Barbudev v Eurocom Cable Management Bulgaria Eood & Ors  EWCA Civ 548
The Court of Appeal considered a side letter was unenforceable as an agreement to agree with no certainty as to its terms and a lack of intention to create legal relations between the parties. The Court of Appeal confirmed the first instance finding that the side letter was unenforceable but, interestingly, found that the parties did intend to create legal relations.
Mr Barbudev entered into an SPA with the Warburg Pincus Group (“WPG”) to sell his company Eurocom Plovdiv (“EP”). WPG intended to merge EP with another company and, as part of EP’s acquisition, it was anticipated that Mr Barbudev would have the opportunity to acquire up to 10% of the newly merged company together with a role in its management.
On this basis, the parties entered into a side letter, drafted by lawyers, which confirmed their agreement to enter into an investment and shareholders agreement (“ISA”) following the conclusion of the SPA. The side letter set out that the ISA would be negotiated in “good faith with you” and included specific terms relating to the investment, the chief term being that Mr Barbudev “shall invest an aggregate amount of not less than €1,650,000 for…10% of the registered share capital”. The letter also contained boiler plate clauses, such as a governing law and jurisdiction clause.
Following conclusion of the SPA, the ISA was not completed. Mr Barbudev sued the defendants to enforce the terms of the side letter. The High Court held that a side letter was unenforceable because it was an agreement to agree with no certainty as to its terms and there was a lack of intention to create legal relations between the parties. Mr Barbudev appealed.
The Court of Appeal considered: (1) whether the parties intend to create legal relations; and (2) whether there was an agreement to agree or binding contract.
Aikens LJ found that the parties did intend to create legal relations between themselves. Aikens LJ was persuaded by the fact that the letter was drafted by lawyers; the language used in the letter, such as “in consideration of you agreeing to enter into”; the letter’s reference to the Contract (Rights of Third Parties) Act 1999; and the letter’s boiler plate confidentiality provisions.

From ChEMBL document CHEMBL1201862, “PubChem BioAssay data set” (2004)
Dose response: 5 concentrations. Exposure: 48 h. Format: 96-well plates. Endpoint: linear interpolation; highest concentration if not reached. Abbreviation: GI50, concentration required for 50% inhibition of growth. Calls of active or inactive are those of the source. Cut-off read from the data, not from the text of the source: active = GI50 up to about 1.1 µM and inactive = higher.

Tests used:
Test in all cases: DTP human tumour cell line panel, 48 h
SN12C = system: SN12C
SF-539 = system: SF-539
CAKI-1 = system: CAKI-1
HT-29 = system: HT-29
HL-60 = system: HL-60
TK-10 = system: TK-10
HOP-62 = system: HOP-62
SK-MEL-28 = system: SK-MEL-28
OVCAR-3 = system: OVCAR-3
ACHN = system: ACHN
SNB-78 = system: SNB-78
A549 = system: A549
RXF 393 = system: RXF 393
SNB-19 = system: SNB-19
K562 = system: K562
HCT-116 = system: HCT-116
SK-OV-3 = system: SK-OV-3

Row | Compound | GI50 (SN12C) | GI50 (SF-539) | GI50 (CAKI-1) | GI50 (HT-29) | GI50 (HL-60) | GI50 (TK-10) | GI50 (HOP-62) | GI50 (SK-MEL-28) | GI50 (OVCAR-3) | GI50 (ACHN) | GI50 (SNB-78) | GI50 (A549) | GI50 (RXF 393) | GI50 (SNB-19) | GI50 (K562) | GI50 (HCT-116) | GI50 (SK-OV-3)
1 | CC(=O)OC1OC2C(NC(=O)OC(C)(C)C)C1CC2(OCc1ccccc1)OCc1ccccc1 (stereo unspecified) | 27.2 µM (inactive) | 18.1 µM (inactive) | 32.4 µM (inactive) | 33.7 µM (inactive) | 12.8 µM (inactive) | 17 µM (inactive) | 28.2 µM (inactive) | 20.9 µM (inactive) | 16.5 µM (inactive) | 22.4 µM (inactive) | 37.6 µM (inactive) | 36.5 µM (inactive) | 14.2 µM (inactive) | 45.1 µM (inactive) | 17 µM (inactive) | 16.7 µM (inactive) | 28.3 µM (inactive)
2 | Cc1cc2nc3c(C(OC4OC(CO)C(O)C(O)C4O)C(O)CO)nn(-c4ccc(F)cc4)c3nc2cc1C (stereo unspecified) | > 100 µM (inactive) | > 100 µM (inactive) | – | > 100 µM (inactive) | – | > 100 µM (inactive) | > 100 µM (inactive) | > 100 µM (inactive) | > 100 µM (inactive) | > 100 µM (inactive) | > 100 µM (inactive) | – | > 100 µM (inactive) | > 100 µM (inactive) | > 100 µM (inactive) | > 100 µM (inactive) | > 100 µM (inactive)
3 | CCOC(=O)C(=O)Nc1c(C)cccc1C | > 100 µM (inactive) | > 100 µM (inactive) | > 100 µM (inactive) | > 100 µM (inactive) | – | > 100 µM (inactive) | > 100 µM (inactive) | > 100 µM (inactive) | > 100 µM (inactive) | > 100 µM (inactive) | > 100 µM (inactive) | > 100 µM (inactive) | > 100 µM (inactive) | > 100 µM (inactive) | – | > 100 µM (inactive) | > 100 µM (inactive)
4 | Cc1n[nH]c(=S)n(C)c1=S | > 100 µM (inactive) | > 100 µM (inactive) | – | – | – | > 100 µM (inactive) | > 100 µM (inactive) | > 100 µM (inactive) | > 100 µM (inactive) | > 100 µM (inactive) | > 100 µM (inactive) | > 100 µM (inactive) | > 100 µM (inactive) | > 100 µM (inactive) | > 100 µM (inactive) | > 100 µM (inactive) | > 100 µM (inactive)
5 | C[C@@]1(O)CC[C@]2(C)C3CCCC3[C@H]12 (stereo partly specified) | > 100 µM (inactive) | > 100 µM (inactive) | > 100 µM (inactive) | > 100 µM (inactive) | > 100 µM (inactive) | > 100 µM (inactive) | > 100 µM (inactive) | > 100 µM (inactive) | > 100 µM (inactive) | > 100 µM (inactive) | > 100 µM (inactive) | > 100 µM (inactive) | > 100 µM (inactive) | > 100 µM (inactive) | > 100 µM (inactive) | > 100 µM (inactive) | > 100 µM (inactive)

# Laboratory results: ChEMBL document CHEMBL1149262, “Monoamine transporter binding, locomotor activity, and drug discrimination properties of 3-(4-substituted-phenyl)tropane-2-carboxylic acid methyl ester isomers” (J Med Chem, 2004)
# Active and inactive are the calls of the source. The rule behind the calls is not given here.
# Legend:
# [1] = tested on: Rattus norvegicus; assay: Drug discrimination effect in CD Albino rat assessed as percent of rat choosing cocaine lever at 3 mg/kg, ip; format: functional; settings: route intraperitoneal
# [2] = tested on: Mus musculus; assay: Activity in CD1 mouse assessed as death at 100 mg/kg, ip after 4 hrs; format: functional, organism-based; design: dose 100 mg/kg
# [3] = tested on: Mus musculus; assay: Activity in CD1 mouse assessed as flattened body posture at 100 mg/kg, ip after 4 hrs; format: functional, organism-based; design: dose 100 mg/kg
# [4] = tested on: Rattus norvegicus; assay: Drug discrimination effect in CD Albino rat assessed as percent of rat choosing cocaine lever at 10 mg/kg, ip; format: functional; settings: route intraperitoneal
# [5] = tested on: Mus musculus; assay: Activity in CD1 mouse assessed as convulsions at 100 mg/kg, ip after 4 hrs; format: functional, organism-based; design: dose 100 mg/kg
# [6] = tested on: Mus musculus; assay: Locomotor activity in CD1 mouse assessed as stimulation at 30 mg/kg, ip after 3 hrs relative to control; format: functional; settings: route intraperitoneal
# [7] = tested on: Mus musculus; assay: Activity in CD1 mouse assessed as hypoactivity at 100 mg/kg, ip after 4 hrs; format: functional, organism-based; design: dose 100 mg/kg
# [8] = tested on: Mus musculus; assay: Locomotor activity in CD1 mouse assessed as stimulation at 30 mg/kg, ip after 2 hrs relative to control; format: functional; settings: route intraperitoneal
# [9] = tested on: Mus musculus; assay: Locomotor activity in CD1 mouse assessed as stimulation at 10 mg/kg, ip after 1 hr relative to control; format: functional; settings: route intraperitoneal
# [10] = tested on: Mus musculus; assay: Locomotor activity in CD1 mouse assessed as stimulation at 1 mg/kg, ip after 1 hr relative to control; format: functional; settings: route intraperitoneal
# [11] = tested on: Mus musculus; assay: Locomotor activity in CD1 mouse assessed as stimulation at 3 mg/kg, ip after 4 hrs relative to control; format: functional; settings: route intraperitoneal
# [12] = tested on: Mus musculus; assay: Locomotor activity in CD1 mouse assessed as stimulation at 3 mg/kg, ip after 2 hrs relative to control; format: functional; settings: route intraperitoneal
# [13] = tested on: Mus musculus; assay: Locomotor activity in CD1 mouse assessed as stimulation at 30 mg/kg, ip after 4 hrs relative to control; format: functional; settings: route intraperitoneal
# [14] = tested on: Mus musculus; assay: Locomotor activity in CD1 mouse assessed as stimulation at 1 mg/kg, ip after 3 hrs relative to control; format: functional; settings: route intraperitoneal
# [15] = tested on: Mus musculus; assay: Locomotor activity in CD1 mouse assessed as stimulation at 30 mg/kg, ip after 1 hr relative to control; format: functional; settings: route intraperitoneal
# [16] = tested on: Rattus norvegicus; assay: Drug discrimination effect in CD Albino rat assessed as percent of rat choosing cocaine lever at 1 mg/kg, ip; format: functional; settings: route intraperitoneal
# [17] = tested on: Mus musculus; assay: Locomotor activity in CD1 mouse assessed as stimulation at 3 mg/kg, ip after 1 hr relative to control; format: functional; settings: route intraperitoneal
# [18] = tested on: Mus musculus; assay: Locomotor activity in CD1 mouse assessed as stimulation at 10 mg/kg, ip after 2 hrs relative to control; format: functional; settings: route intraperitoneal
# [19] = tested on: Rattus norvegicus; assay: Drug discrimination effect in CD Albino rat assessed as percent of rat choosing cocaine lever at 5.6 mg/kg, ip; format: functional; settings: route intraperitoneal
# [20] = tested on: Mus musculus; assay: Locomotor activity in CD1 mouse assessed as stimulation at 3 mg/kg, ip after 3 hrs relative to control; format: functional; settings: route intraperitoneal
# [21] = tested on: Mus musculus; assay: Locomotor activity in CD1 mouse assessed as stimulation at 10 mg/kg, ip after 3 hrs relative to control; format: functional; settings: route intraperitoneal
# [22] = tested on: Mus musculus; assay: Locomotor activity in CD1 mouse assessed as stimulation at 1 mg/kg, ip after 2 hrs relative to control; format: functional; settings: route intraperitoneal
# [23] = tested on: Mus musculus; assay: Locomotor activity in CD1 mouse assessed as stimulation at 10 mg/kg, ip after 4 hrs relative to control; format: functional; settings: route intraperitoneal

However, it was held that that although the parties intended to create legal relations, it did not follow that the effect of the side letter was to create a legally enforceable contract. The Court has to consider the nature of the legal relations that were actually created and the terms of the letter in a commercial context.
Aikens LJ determined that the letter was an agreement to agree as it did not contain the language of a binding commitment and no amount of taking into account the commercial context and Mr Barbudev’s concerns and aims, could make it so. It was clear that the terms of Mr Barbudev’s investment were not agreed and were to be negotiated “in good faith with you”. Even though particular terms were set out, these terms were not sufficiently certain to make the letter a binding contract. For example, Mr Barbudev investing “not less than €1,650,000” left open the possibility that he would invest more for a greater stake in the company.
This case serves as a useful indication of the factors which the courts will take into account when considering whether parties intended to create a legal relationship or not. It is important to bear this in mind when drafting or reviewing side letters or heads of terms because clearly here the involvement of lawyers and the inclusion of standard legal wording all pointed to an intention to create legal relations.
Further intention to create legal relations is only one part of creating a legally enforceable contract and the case also emphasises the need to make sure that when providing side letters of this kind, the parties are clear about which provisions are intended to be legally binding and which are not. Where provisions are intended to be legally binding, this must be expressly set out in the letter and the provisions must be drafted in such a way as to be capable of being enforced and not merely amounting to an agreement to agree.